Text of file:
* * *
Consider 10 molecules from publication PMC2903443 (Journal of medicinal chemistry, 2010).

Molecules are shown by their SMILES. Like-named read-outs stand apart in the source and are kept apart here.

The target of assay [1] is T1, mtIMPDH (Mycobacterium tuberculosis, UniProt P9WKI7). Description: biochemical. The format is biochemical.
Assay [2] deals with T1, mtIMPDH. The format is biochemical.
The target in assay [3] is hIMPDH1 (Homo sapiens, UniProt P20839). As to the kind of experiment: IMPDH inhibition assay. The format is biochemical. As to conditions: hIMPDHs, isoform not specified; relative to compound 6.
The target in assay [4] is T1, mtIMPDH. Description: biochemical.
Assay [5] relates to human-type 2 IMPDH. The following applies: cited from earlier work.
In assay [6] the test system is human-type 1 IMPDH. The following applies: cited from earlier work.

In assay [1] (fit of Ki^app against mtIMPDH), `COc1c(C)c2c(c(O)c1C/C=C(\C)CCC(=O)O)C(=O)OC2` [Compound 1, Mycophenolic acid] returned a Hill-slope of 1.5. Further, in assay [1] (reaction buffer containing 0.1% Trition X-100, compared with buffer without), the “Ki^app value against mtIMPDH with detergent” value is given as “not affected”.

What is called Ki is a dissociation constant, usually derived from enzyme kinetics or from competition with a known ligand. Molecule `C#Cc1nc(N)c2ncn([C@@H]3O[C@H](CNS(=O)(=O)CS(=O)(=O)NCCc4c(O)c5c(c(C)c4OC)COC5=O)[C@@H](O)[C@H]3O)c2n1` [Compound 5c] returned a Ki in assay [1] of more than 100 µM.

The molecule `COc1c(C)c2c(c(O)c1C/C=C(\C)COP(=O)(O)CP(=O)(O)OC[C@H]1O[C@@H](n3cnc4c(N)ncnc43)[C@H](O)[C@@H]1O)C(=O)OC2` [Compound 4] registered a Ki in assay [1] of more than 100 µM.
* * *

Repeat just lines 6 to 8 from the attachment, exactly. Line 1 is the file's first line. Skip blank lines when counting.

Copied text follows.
The target in assay [4] is T1, mtIMPDH. Description: biochemical.
Assay [5] relates to human-type 2 IMPDH. The following applies: cited from earlier work.
In assay [6] the test system is human-type 1 IMPDH. The following applies: cited from earlier work.